4. How concerned were you with "accuracy" or "fidelity" to the original? (another way of saying that might be—that I think writers are often more "faithful" to originals in adapting its spirit rather than being tied down at the level of detail—is this something you thought about?)

Each book in the Goddess Girls series (ages 8-12, Simon and Schuster) and Heroes in Training series (ages 7-10, Simon and Schuster) is a retelling of one or two Greek myths, with a twist. We stay as true as possible to the core bones of an original myth in order to give young readers a good understanding, but we include kid situations and humor to entertain. As an example, in Goddess Girls #1: Athena the Brain, Athena is summoned to attend Mount Olympus Academy, where Zeus is the principal. MOA teachers include Mr. Cyclops, who teaches Hero-ology, a class where students are graded on their abilities to maneuver small hero figures such as Odysseus, around a gameboard to enact the Trojan War, etc. Meanwhile, Athena, who is the goddess of invention among other things, inadvertently turns mean-girl Medusa’s hair to snakes and gives her the power to turn mortals to stone by means of a shampoo-like invention called Snakeypoo at the MOA invention fair.


5. Are you planning any further forays into classical material? 

Suzanne Williams and I have written a new middle grade series called Thunder Girls (accessed: May 28, 2018), which is a twist on Norse mythology featuring strong girl characters. The first book Freya and the Magic Jewel releases May 2018 for ages 8-12, published by Simon and Schuster. 


Prepared by Allison Rosenblum, Bar Ilan University, allie.rose89@gmail.com, and Ayelet Peer, Bar Ilan University,  ayelet.peer@gmail.com


Curtesy of the Author form her personal website.

Suzanne Williams , b. 1953
(Author)

Suzanne Williams is an American prolific children's author and former elementary school librarian. She has written over 60 books for children.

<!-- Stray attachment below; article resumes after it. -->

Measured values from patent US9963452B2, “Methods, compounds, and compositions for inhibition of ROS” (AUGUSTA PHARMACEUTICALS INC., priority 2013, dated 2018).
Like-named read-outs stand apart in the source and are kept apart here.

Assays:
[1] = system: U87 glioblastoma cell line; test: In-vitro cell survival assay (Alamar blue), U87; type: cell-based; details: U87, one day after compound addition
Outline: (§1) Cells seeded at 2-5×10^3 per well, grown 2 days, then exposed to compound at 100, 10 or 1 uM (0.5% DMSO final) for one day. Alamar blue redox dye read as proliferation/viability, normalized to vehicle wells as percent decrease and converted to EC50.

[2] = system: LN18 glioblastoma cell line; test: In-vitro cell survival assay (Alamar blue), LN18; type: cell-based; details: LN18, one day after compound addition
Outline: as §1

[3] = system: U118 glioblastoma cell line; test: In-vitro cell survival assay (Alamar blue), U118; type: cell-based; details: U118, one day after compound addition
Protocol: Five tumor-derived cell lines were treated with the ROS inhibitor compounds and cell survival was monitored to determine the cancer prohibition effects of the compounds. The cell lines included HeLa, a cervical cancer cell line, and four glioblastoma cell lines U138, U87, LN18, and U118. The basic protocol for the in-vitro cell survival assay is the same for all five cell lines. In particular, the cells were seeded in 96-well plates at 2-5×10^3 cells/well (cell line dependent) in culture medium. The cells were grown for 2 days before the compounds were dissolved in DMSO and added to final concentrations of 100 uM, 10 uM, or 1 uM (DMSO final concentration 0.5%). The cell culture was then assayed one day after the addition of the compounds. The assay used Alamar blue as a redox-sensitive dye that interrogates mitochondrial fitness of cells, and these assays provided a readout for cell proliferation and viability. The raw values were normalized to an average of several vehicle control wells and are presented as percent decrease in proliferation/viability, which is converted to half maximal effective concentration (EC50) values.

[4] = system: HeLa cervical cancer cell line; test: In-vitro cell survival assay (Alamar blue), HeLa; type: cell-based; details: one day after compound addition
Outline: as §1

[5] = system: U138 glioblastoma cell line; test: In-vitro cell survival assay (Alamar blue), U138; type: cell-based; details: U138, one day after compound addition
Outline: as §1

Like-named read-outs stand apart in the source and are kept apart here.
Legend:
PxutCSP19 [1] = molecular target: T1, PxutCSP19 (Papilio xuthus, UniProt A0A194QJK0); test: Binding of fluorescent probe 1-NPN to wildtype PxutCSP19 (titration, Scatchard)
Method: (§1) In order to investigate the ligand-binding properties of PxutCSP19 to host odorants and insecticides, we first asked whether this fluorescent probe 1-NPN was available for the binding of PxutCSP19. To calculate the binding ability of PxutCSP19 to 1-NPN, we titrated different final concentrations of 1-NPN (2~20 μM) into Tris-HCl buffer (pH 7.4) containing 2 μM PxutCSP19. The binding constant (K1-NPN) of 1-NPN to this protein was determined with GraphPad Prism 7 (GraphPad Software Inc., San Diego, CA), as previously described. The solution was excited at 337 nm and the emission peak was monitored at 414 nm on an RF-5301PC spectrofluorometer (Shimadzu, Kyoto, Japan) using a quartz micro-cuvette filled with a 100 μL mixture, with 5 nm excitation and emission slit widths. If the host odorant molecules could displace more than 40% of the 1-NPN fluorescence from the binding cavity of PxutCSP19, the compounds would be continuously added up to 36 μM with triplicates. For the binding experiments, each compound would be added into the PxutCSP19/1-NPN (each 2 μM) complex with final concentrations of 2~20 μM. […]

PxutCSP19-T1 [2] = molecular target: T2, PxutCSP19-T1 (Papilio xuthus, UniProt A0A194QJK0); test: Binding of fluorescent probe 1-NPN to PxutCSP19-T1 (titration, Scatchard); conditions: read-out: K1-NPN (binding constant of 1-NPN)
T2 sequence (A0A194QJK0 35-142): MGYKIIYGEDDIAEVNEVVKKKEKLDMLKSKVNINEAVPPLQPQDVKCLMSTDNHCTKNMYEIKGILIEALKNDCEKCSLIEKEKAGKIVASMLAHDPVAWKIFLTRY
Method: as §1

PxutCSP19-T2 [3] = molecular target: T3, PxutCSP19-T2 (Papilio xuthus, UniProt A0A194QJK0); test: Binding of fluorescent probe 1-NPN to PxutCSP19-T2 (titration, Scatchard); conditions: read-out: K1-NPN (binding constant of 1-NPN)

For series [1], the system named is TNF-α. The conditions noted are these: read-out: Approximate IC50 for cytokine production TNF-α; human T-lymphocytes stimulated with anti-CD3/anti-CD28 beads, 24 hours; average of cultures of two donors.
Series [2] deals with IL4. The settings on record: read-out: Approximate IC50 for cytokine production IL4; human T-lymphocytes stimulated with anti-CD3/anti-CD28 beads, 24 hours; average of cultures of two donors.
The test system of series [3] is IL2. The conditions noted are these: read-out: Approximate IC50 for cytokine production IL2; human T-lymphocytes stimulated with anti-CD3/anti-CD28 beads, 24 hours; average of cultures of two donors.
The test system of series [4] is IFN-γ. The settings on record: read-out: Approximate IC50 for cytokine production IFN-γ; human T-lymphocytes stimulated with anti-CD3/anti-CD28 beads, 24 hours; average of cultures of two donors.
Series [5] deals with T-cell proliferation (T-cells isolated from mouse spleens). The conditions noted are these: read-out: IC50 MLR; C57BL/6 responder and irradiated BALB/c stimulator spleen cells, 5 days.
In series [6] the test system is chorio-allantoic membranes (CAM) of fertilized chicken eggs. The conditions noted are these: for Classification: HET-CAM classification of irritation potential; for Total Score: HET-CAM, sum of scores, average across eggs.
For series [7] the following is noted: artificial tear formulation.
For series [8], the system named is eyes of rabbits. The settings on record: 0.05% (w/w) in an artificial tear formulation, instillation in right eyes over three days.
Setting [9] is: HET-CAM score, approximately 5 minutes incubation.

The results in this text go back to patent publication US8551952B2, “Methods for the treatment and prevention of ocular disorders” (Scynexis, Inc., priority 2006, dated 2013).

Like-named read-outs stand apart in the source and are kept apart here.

She grew up in Oregon and graduated with a bachelor’s degree in sociology and a master’s in library science from the University of Oregon. She currently lives in Reno, Washington.


Source: 

Official website (accessed: May 29, 2018).

 

Bio prepared by Ayelet Peer, Bar Ilan University, ayelet.peer@gmail.com

Questionnaire

1. What drew you to writing/working with Classical Antiquity and what challenges did you face in selecting, representing, or adapting particular myths or stories?

Writing about Greek mythology was my co-author, Joan Holub’s idea. She's loved mythology since childhood. Her enthusiasm for the subject got me excited about it too. Goddess Girls (ages 8 – 12) was our very first collaboration. Soon there will be 26 books in that series. One of the challenges we’ve faced in writing our (soon to be four) myth-based series for young readers is how to handle the sexual and violent content of many of the myths. 

To downplay the violence, we often make it cartoonish and lighten it with humor. Since most of our gods and goddesses are pre-teens (as are our readers!), we deal with inappropriate sexual content by making changes that still allow us to keep to the spirit of the myth. For example: in introducing the Adonis myth, in which Aphrodite and Persephone fight over a beautiful youth they both desire, we decided to make Adonis a kitten, rather than a young man. 

Another challenge has involved familial relationships among the various gods and goddesses. In Goddess Girls, Zeus is an adult, the principal of Mount Olympus Academy, the school attended by our “goddessgirls” and “godboys”. In mythology he would likely have fathered a good portion of the student body! So we made a decision that only Athena would call him “Dad”. (Until Hebe popped forth from a lettuce in Book 21, that is.) We do acknowledge many other family relationships. For example: Apollo and Artemis as brother and sister. Medusa and her sisters Euryale and Stheno. Persephone and her mother, Demeter.

 

2. Why do you think classical / ancient myths, history, and literature continue to resonate with young audiences?

Myths have got all the elements that draw us to stories: action, conflict, drama, humor, etc. What’s not to like?


3. Do you have a background in classical education (Latin or Greek at school or classes at the University?) What sources are you using? Scholarly work? Wikipedia? Are there any books that made an impact on you in this respect?

Neither Joan nor I have a classical education. I did take an online Greek and Roman mythology class a few years ago, however. (Taught by Peter Struck, University of Pennsylvania.) Terrific class!